Today three main Theravada Nikayas (Lineages) such as Siam Niakaya, Amarapura Nikaya, Ramanna Nikaya are dominant in Sri Lanka: Siyam Nikaya is the lineage from Siam, Amarapura Nikaya is the lineage from Amarapura and the Ramanna Nikaya is the lineage from Ramanna.[9]

Ascetic forest traditions

In the early days, the forest traditions were affiliated with the ancient monasteries such as Mihintale monastery, Ritigala monastery and Dimbulagala Monastery, among others. Many ruins of ancient forest monasteries can be seen in the large forest areas of Anuradhapura, Polonnaruwa, Matale, Tissamaharama, Situlpawwa and Ruhuna. Sri Lanka was then the center of both Theravada village and forest traditions in the world. Currently the largest forest sect in Sri Lanka is the Sri Kalyani Yogashrama Samstha (Galduva Sect) of the Amarapura–Rāmañña Nikāya. In addition, the Vaturuvila Vanavasa sect of Siam Nikaya and several monasteries of all the three Nikayas continue to have forest monasteries.[10][11]

Notable contemporary monks

Ambagahawatte Indrasabhawara Gnanasami Maha Thera

Founder of Sri Lanka Ramanna Maha Nikaya in 1864 by bringing pure Upasampada from Ratnapunna Vihara in Burma and joining with group of monks who brought pure Upasampada from Kalyani Sima of forest monks at Hansavati Burma and Dhammayut NikayaThailand. His intention was to re-establish a pure vinaya lineage in Sri Lanka.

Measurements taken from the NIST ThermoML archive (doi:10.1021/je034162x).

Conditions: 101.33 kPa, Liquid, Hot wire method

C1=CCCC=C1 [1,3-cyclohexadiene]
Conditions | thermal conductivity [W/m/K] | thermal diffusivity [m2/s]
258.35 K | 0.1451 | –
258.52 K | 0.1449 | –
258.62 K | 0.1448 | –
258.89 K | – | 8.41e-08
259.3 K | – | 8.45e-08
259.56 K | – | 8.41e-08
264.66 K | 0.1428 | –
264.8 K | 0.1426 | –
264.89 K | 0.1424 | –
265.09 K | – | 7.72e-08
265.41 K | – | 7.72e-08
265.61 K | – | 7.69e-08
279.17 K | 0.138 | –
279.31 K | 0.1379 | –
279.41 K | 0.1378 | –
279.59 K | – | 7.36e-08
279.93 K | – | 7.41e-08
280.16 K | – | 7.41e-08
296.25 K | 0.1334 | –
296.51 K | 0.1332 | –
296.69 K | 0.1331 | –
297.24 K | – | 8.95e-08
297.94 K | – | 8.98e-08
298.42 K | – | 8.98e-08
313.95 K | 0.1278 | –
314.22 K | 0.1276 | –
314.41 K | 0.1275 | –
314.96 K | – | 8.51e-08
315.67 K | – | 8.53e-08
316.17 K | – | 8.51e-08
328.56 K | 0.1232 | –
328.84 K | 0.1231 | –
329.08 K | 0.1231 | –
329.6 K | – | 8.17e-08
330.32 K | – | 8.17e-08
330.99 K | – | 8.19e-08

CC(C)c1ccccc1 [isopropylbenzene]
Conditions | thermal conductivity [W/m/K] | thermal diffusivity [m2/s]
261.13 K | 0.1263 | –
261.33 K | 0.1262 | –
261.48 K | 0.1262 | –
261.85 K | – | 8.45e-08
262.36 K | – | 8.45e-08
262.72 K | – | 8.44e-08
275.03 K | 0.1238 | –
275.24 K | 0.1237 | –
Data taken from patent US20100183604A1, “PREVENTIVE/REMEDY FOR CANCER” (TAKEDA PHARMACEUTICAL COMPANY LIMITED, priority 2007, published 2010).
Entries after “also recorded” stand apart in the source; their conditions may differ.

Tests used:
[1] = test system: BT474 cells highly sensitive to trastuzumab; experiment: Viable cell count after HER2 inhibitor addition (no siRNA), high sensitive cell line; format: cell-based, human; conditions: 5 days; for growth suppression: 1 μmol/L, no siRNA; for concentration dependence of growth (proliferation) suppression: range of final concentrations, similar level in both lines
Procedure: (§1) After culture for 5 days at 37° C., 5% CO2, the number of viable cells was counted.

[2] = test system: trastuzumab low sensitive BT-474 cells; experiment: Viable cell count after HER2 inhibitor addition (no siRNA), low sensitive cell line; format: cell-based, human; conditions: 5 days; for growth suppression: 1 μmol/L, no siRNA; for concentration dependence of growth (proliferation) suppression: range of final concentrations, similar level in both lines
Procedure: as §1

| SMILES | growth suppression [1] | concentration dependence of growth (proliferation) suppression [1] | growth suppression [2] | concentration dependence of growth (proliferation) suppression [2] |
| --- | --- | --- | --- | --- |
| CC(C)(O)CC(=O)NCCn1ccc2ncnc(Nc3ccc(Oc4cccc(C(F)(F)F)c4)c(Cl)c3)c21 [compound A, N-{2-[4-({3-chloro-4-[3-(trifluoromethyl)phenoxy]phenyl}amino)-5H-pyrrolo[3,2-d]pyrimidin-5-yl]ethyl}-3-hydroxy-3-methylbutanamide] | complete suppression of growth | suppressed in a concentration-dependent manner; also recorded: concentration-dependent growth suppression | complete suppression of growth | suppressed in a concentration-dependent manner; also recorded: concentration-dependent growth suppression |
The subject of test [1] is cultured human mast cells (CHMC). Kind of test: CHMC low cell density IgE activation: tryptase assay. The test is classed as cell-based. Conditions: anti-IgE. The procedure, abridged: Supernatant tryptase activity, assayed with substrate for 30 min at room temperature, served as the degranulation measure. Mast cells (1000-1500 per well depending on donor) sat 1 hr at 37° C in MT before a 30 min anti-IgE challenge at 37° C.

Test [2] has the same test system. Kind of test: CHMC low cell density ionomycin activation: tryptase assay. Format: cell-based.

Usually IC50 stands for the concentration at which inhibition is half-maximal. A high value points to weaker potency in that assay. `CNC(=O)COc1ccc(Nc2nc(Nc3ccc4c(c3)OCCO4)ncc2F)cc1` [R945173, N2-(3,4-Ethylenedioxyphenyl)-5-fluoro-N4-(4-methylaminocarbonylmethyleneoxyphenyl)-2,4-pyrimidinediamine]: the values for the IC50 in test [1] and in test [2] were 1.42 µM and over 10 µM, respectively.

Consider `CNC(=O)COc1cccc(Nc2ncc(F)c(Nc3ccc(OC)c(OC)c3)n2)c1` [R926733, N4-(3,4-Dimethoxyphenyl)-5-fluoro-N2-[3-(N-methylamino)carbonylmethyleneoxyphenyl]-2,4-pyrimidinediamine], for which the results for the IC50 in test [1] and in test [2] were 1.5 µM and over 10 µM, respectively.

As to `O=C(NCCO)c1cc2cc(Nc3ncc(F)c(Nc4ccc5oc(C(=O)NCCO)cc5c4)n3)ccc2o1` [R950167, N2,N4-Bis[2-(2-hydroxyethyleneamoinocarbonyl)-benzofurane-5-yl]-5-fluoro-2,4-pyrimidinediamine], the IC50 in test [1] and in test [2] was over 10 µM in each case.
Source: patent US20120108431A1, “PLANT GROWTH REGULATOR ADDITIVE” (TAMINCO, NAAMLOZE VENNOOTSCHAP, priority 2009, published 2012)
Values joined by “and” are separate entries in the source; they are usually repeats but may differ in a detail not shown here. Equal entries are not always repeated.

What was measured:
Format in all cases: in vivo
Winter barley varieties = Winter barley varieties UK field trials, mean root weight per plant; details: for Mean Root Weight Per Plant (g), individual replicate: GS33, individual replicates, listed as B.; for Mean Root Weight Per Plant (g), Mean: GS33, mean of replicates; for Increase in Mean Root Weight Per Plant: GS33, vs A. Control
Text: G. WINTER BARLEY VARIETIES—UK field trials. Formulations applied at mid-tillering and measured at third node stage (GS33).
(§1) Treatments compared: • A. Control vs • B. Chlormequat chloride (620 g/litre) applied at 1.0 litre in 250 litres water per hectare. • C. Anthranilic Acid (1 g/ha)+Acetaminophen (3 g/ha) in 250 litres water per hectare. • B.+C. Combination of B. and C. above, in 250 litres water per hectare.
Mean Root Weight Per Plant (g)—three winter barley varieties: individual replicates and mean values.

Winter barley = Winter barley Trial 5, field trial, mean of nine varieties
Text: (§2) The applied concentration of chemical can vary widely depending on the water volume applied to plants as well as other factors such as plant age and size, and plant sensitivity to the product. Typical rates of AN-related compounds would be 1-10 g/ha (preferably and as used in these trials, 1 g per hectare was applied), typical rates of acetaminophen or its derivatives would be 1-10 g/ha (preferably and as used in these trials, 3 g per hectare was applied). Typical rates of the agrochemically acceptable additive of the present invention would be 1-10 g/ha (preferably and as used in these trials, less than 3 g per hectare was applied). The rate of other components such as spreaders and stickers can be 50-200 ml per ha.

Puwakdandawe Paññānanda Maha Thera

Brought pure Upasampada from Hansavati Kalyani Sima of Burma and joined with the Ambagahawatte Indrasabhawara Gnanasami Maha Thera in order to establish Sri Lanka Ramanna Maha Nikaya. He was considered the pioneer of forest dwellers in Sri Lanka Ramanna Maha Nikaya. Some of his lineage's successor monks joined Sri Kalyani Yogasrama Samstha and some of them remain in Delduva sect of Sri Lanka Ramanna Maha Nikaya.

Vaturuvila Gnanananda MahaThera

Founder monk of Vaturuvila Vanavasa sect of Siyam Nikaya.

Kadawedduwe Jinavamsa Maha Thera

Founder of Sri Kalyani Yogasrama Samstha in 1951 with the Buddhist world's preparation for the Buddha Jayanti Festival to celebrate B.E. 2500. His intention was to protect the pure Vinaya lineage in Sri Lanka.

Matara Nanarama Maha Thera

Matara Sri Nanarama Mahathera who is considered to be the father of the Sri Lankan modern forest meditation tradition had researched through old Sri Lankan vipassana meditation and influenced by Burmese Mahasi Vipassana Method. Nauyane Ariyadhamma Maha Thera, Hikkaduve Dhammasila Mahathera and Greek Nyanadassana Maha Thera are some of his students.

Nauyane Ariyadhamma Maha Thera

Nauyane Ariyadhamma Maha Thera

A student of late venerable Kadavedduve Jinavamsa Maha Thera (the founder of the Sri Kalyani Yogashrama Samstha). It is believed that he had an exceptional Mindfulness (Sati) and control over physical actions (Kaya Samvara) in day-to-day activities.

Notable contemporary Western monks

Island Hermitage (Polgasduwa)
Island Hermitage (Polgasduwa)

Contemporary forest monasteries

There are many forest monasteries scattered throughout Sri Lanka. Some of the main monasteries are listed below.[15]

Nimalawa Forest Monastery

One of the ancient forest monasteries where the arahant Dhammadinna was considered to be resided. It was re-established as the first forest monastery of Sri Kalyani Yogasrama Samstha in 1951 by Kadawedduwe Jinavamsa Maha Thera.[16]

Na Uyana Aranya